We're proposing changes to our regulation of phone-paid subscription services

19 February 2019, Simon Towler, Director of Policy and External Relations

You might be aware that we’ve been reviewing the regulation of phone-paid subscriptions to ensure consumers have trust and confidence in them. In doing so, we are looking to ensure that the regulatory framework provides the necessary protection for consumers but is sufficiently flexible to enable a range of products and services to operate.

Subscriptions have enormous potential as a growth area for phone-paid services. We’ve recently seen major brands like Spotify start offering phone-payment for subscriptions as a default payment option. Other music, video, film and TV streaming, books and other services are now also using or considering using phone-payment on a subscription basis. 


Subscriptions have enormous potential as a growth area for phone-paid services. We’ve recently seen major brands like Spotify start offering phone-payment for subscriptions as a default payment option.
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While there is significant potential for 
positive growth, many of you working in the industry will be aware of problems, with over 95% of complaints to the PSA over the last twelve months being about subscription services. The reputation of phone-paid services is suffering as a result, and we’ve seen cases where PSA Tribunals have issued very substantial fines and prohibitions to non-compliant providers

We recently commissioned research into consumer expectations of phone-paid subscriptions from Jigsaw, a market research agency. This research includes some interesting and significant findings

Firstlywhen purchasing a subscription, many consumers are not aware that phone payment is an option and therefore they may not know they are in a purchasing environment. Secondly, they expect clarity in a payment process, to ensure that it is made clear what they are being charged for, how they will be charged, and that the payment is for a subscription. Thirdlyconsumerexpect to see payment cues and friction that they are familiar with from other forms of digital payment, such as use of an account and password or a PIN number. Fourthmany consumers say that, provided the process is as secure and transparent as for other payment methods, subscriptions paid via a phone account can be convenient option for accessing content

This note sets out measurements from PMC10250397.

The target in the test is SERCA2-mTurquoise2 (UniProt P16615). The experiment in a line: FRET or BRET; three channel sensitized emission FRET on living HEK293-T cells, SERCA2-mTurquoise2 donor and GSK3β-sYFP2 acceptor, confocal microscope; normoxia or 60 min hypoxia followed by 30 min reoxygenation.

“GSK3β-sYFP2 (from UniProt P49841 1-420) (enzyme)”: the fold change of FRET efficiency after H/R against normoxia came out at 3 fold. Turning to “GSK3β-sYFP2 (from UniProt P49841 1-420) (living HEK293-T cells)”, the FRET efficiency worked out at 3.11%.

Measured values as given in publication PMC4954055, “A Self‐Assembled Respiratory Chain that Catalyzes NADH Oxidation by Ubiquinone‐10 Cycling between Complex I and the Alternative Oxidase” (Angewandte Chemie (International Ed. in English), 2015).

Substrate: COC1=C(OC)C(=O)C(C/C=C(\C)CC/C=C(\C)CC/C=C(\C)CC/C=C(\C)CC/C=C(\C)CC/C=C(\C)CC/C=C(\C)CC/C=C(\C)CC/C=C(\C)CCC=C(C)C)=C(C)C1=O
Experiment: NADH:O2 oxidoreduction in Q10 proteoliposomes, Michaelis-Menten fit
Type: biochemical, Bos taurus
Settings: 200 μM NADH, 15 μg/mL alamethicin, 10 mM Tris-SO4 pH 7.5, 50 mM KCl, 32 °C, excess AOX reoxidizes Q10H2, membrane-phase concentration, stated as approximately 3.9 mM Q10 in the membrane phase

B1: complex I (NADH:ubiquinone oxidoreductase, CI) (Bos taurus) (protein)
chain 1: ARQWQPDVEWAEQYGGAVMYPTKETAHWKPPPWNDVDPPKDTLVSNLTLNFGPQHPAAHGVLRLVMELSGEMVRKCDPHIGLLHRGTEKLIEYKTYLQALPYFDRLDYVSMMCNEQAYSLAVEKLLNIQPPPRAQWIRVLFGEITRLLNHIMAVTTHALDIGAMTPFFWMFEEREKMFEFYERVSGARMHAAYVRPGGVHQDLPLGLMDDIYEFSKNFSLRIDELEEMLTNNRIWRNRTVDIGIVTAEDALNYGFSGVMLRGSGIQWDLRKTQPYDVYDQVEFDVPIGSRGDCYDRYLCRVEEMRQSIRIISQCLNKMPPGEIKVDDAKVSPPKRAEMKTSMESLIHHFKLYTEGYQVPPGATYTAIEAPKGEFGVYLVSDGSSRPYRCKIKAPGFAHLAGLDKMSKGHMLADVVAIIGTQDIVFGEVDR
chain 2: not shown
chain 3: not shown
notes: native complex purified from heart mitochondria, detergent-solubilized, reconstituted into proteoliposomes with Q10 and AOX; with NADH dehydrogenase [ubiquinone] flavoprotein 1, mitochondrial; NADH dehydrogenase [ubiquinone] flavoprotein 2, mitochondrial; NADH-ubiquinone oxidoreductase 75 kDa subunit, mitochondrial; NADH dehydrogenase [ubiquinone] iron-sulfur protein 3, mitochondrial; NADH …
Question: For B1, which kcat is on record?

With all of this in mind, the PSA is proposing changes to the regulatory framework for subscriptions to reduce consumer harm, build confidence in the market and support good growth. The proposals are aimed at ensuring that:

  • the process of discovering and signing up for subscription services is as clear as possible for consumers, including ensuring it is clear when a consumer is viewing promotional material and when they have entered a purchasing environment  
  • there are multiple steps in the payment and sign-up process for recurring charges, so that consumers engage with the process and are fully aware of what they are signing up to
  • consumers receive receipts that contain the relevant service information, in a manner more consistent with what they are used to from other forms of digital payment, to help ensure that consumers engage with these messages. 

    In addition, we have asked for further input on free-trial periods to make sure that the length of free trial period does not result in a consumer accidentally being subscribed to a service and then losing trust and confidence in phone payment more generally. 

    High complaint volumes, and the perception that operator billing is a vehicle for ‘scams’ are in no-one’s interests. We think that the proposals in our consultation document will address these issuesproviding consumers with a payment experience that they understand and trust and helping to support growth of phone-paid subscriptionsThe good news for the industry is that when services get this right – as some already do consumers find this payment option convenient and are happy to engage.

    We are very much looking forward to hearing your views on the proposals in the consultation.